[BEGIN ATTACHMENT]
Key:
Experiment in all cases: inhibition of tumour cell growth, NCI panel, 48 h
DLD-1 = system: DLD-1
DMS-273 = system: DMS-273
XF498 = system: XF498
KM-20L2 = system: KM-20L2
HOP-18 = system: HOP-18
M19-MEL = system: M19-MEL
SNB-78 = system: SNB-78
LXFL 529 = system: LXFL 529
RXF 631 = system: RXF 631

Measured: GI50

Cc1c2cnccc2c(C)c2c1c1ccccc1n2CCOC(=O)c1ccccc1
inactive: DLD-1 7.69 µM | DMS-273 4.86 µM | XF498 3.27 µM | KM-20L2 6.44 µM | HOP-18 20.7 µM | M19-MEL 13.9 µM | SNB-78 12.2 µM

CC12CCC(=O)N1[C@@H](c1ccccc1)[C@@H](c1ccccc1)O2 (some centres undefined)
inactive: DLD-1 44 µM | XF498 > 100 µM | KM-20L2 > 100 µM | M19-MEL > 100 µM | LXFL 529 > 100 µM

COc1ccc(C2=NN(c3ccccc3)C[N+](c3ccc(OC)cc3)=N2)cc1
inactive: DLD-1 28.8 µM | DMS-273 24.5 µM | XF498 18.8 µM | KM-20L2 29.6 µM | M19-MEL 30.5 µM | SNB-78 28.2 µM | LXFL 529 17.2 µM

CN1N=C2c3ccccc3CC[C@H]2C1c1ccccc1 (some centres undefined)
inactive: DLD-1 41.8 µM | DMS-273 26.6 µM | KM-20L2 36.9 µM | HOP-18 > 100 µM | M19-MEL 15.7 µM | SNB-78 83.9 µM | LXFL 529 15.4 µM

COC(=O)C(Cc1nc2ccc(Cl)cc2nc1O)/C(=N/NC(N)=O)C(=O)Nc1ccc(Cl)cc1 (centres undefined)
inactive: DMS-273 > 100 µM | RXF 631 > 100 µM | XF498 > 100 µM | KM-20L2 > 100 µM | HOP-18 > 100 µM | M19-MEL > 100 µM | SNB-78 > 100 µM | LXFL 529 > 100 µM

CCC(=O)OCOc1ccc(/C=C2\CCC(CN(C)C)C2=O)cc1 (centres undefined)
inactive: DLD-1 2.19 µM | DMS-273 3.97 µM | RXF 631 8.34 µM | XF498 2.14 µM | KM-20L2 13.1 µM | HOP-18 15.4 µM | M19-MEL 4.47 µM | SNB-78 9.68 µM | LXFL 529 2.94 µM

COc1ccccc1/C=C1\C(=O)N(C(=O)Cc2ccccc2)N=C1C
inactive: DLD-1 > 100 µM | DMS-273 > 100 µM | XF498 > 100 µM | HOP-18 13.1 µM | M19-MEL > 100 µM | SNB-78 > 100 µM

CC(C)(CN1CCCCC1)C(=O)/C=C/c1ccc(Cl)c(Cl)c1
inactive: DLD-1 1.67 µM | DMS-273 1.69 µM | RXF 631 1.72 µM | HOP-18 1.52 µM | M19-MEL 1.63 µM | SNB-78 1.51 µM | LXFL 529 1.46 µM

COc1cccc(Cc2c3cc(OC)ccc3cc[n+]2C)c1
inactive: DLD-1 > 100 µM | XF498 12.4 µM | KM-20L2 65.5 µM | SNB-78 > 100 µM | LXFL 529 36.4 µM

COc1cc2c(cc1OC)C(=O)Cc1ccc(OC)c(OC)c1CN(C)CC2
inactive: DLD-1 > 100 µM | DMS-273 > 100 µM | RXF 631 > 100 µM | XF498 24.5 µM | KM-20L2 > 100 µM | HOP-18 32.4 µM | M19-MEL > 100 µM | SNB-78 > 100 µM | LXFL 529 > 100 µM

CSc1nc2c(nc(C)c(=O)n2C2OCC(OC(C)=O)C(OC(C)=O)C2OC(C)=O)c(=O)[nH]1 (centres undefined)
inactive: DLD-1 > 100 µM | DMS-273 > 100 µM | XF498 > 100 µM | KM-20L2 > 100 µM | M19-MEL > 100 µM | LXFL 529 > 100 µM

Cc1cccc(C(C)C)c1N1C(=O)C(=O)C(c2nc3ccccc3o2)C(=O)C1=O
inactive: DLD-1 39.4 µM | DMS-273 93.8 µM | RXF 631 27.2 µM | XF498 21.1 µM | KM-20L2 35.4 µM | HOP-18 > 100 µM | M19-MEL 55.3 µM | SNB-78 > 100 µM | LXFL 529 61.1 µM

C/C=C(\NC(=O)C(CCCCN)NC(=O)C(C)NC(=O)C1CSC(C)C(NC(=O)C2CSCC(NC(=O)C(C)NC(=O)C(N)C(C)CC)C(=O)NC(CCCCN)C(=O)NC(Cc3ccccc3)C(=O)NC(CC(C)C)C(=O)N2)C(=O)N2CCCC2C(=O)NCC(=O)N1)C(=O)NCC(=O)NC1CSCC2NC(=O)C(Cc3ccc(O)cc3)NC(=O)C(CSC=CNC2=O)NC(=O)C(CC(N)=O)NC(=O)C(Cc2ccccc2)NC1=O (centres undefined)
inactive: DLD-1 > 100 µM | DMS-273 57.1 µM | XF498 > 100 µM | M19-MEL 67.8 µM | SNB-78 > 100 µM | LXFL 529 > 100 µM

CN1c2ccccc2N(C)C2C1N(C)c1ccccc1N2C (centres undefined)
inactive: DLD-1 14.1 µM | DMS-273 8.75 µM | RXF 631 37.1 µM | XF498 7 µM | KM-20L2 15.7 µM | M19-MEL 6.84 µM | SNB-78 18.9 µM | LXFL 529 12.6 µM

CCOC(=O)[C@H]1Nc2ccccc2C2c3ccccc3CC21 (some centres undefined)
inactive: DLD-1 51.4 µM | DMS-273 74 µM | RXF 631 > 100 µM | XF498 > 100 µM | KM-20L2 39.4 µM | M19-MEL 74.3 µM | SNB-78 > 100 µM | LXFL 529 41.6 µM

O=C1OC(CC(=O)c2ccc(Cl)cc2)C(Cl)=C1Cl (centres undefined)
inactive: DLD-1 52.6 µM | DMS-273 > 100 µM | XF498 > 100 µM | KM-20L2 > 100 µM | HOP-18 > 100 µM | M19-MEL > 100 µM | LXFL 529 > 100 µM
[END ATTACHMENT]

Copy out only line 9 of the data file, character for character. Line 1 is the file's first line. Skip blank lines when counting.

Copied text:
SNB-78 = system: SNB-78